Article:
Verilog hdl design examples

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Verilog hdl design examples

Text of Verilog hdl design examples

  • 1. DDeessiiggnn EExxaammpplleessGGooookkyyii DDeennnniiss AA.. NN..SSooCC DDeessiiggnn LLaabb..September.16.2014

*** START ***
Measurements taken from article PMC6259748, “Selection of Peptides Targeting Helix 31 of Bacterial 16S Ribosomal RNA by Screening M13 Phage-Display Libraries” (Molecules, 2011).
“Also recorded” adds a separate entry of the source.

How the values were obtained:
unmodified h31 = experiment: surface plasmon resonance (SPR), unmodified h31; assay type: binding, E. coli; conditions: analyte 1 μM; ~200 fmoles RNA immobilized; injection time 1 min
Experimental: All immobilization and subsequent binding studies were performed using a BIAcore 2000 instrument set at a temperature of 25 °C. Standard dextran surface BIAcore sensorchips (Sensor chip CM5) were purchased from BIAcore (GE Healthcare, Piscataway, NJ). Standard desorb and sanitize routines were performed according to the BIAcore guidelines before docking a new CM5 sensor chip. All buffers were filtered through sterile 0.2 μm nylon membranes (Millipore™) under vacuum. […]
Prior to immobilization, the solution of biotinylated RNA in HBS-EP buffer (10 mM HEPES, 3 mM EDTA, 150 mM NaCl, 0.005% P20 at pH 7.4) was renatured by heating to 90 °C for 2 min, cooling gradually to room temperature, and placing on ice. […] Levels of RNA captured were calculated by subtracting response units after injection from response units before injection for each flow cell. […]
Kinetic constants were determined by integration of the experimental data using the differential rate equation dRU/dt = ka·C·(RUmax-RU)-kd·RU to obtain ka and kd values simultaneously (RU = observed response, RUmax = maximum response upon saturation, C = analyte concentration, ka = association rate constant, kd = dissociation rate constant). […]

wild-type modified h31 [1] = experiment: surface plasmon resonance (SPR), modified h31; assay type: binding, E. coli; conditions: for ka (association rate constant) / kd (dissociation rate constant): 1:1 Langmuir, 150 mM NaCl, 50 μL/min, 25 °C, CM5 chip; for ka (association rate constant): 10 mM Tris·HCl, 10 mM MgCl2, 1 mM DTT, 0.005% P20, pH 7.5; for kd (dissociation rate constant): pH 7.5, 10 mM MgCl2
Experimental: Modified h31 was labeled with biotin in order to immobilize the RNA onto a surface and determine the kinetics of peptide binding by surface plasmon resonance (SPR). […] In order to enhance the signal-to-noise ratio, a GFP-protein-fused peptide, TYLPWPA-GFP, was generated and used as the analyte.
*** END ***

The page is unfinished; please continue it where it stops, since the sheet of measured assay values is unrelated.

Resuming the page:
2. CCoonntteenntt Bus Data Transfer General Purpose Input and Output Timers2 3. A MMiiccrrooccoonnttrroolllleerr SSyysstteemmAArrcchhiitteeccttuurree The design example is going to be based on amicrocontroller system architecture below:3 4. BBuuss A bus is a set of wires used to transportinformation between two or more devices in adigital system Multiple devices are usually connected to a bus soa technique known as multiplexing is used to avoidconflicts In multiplexing, only one device can use the bus ata time4 5. Bus SSttrruuccttuurreess:: TTrriissttaattee BBuuss Uses tristate buffers A typical tristate bus structure is shown below When module 1 wants to send a message a to module2:5a1aa1 6. Bus SSttrruuccttuurreess:: TTrriissttaattee BBuuss An example of a tristate bus:Suppose that an n-bit tristate buffer is connectedonto a busWhen the enable control is asserted, the data isplaced on the bus otherwise, the output of the bufferis in a high-impedance state6enabledata[1:0] qout[1:0] 7. Bus SSttrruuccttuurreess:: TTrriissttaattee BBuuss Code and testbench:7 8. Bus SSttrruuccttuurreess:: TTrriissttaattee BBuuss RTL Schematic and Waveform:8 9. Bus SSttrruuccttuurreess:: TTrriissttaattee BBuuss An example of a bidirectional bus:A bidirectional bus is a connection of two tristatebuffers in such a way that the input of one buffer isconnected to the output of the otherThe enable control of each buffer is used to controlthe data transfer direction9senddata_to_bus[1:0]receivedata_from_bus[1:0]qout[1:0] 10. Bus SSttrruuccttuurreess:: TTrriissttaattee BBuuss Code and testbench:10 11. Bus SSttrruuccttuurreess:: TTrriissttaattee BBuuss RTL Schematic and Waveform:11 12. Bus SSttrruuccttuurreess:: TTrriissttaattee BBuuss The problem with tristate bus structure is thateach transmit buffer needs to drive an amount ofn(Cbout+Cin)Cbout = capacitance of the tristate output bufferCbin = capacitance of the tristate input buffer This amount of capacitive load is intolerant insome applications12 13. Bus Structures: MMuullttiipplleexxeerr--BBaasseedd BBuuss To avoid capacitive load, a multiplexer is used The output signals Ti of n modules are routed totheir destination through a multiplexer tree13 14. BBuuss AArrbbiittrraattiioonn Since a bus is a shared resource, there must existsome mechanism to the usage of the bus whenmultiple transmitters initiate a bus transfer The operation that chooses one transmitter frommultiple ones attempting to transmit data is calledbus arbitration The device used to perform the function of busarbitration is know as a bus arbiter14 15. DDaaiissyy--CChhaaiinn AArrbbiittrraattiioonn When using daisy-chain arbitration, each module hastwo inputs and two outputs as below:Grant Table showing inputs and outputs functions:15Signal Port DescriptionCarry-in Input Indicates whether the preceding stage has been granted thebus or notRequest Input Used together with the carry-in to seek for the busCarry-out Output Indicates whether the succeeding stage should be granted thebus or notGrant Output Indicates that a particular stage has control of the busGrantGrantReqc_inReqc_in Reqc_inc_outc_outc_outModule 1 Module 2 Module n 16. DDaaiissyy--CChhaaiinn AArrbbiittrraattiioonn A widely used implementation is shown below: An example of a 4-request arbiter is shown below:16CiRiCi+1GiG1G2G3G4R1R2R3R4C3C1C2111110 00000 17. DDaaiissyy--CChhaaiinn AArrbbiittrraattiioonn Daisy-chain arbitration has the following issues:The highest priority is always associated with thefirst moduleBus arbitration time is determined by the modulescascaded in the daisy chain This may limit the system performance17 18. RRaaddiiaall BBuuss AArrbbiittrraattiioonn This make use of separate request and grant linesfor each module The request lines of all modules sharing the busare connected to a bus arbiter through which atmost one grant line is asserted18ReqGrantReqGrantReqGrantModule 1Module 2Module nBusBus arbiter 19. RRaaddiiaall BBuuss AArrbbiittrraattiioonn A priority scheme known as round-robin priority isused to overcome unfairness in most digital systems The device been served currently is made the lowestpriority while the device succeeding it is made thehighest priority device19 20. RRaaddiiaall BBuuss AArrbbiittrraattiioonn The logic function of the next Pi is as followsnext-Pi = anyg.Pi + g(i-1)modnAnyg = 0, no grant was issued, this causes thepriority to remain unchangedIf a grant was issued, anyg = 1, which causes Pi+1 tobe 1 in the next cycle Circuit diagram for 4 requests20 21. RRaaddiiaall BBuuss AArrbbiittrraattiioonn Calculating the next priority when g0 has beenasserted:21010010001 100000000001 22. DDaattaa TTrraannssffeerr The goal of buses is to transfer message fromsource to destination Bus operates in units of cycles, messages andtransactionsA message is a logical unit of informationtransferred between source and destinationTransaction consists of a sequence of messages thatare strongly related The types of data transfer include:22 23. SSyynncchhrroonnoouuss DDaattaa TTrraannssffeerr Each transfer is in synchronism with the clocksignal The receiver samples and latches the data in aspecified edge of the clock Devices in synchronous bus system: Synchronous bus transfers can be divided into:Single-clock bus cycleMultiple-clock bus cycle23Device UseBusmasterGenerates address and command signalsBus slave Receives and decodes address and command signals 24. SSyynncchhrroonnoouuss DDaattaa TTrraannssffeerr The single-cycle bus cycle only needs one clockcycle to complete a data transfer as shown below: Read cycle24At the posedge of the clock:Bus master sends the address andcommandBus master latches data read on theprevious cycleAt the negedge of the clock:The bus slave sends the data 25. SSyynncchhrroonnoouuss DDaattaa TTrraannssffeerr The multiple-clock cycle requires multiple clockcycles to complete a data transfer as shown below: The actual clock cycles needed is determined by theoperating speeds of the devices attached to the bus25At the posedge of the first clock:Bus master sends the address andcommandBus master latches data read on theprevious cycleAt the negedge of the second clock:The bus slave sends the data 26. AAssyynncchhrroonnoouuss DDaattaa TTrraannssffeerr Here, data transfer mode occurs at random The data transfer cannot be predicted in advance The data transfer may be controlled by using:Strobe schemeHandshaking scheme26 27. AAssyynncchhrroonnoouuss DDaattaa TTrraannssffeerr In the strobe control scheme, only one controlsignal called the strobe is needed When there is data to be transferred, the strobesignal is enabled by either:The source device: source initiated transferThe destination device: destination initiatedtransfer27 28. AAssyynncchhrroonnoouuss DDaattaa TTrraannssffeerr Source initiated transfer: The data transfer from CPU to memory is an exampleof this king of transferThe write control signal serves as the strobe signal28The source device places data on thedata bus and then asserts the strobecontrol signal to notify the destinationdevice that the data is availableThe destination device samples and storesonto its internal register at the negativeedge of the strobe signal 29. AAssyynncchhrroonnoouuss DDaattaa TTrraannssffeerr Destination initiated transfer:Destination device asserts thestrobe to request data from thesource device Once the source receives the strobesignal, it places the data on the databus for a duration long enough forthe destination device to read itThe destination devicesamples and stores the dataand deasserts the strobesignal Data transfer from memory location to CPU is anexampleThe read control signal serves as the strobe 29 30. AAssyynncchhrroonnoouuss DDaattaa TTrraannssffeerr The strobe scheme assumes that the requested deviceis always ready for data transfer once the strobesignal is asserted This is not always the case because in a number ofapplications the requested device is not whenrequested to send data This is a major disadvantage of the strobe scheme30 31. AAssyynncchhrroonnoouuss DDaattaa TTrraannssffeerr Handshaking is a technique that allows a two-waycontrol scheme for asynchronous data transfer Each transfer is sequenced by the edges of twosignals:Request (req or valid)Acknowledge (ack) In handshaking transfer, four events are performed:Ready (request)Data validData acceptanceAcknowledge Handshaking also take two forms:Source initiated transferDestination initiated transfer31 32. AAssyynncchhrroonnoouuss DDaattaa TTrraannssffeerr Source initiated transfer:32Ready:The destination devicedeasserts the ack and isready to accept data Data valid:Data acceptance:The destination device samples andlatches the data and asserts the acksignalThe source device places data on thedata bus and asserts the valid signal tonotify the destination device that the dataon the data bus is validAcknowledge:The source device invalidates dataon the data bus and deasserts thevalid signal 33. AAssyynncchhrroonnoouuss DDaattaa TTrraannssffeerr Destination initiated transfer:33Request:Destination device asserts the req signalto request data from the source deviceData acceptance:The destination device samplesand latches the data anddeassert the req signalAcknowledge:Source invalidates the dataand deasserts the valid signalData valid:The source places data on the data busand asserts the valid signal to notify thedestination that the data is valid 34. General-PPuurrppoossee IInnppuutt aanndd OOuuttppuutt GPIO is a device that can be programmed into eitherinput, output or even bidirectional An example of a GPIO is a general-purpose parallelport General-purpose parallel port is a device that canbe used as an input or output as required Features of general-purpose parallel port:34Feature Description8 bidirectional I/O pinsData direction register (D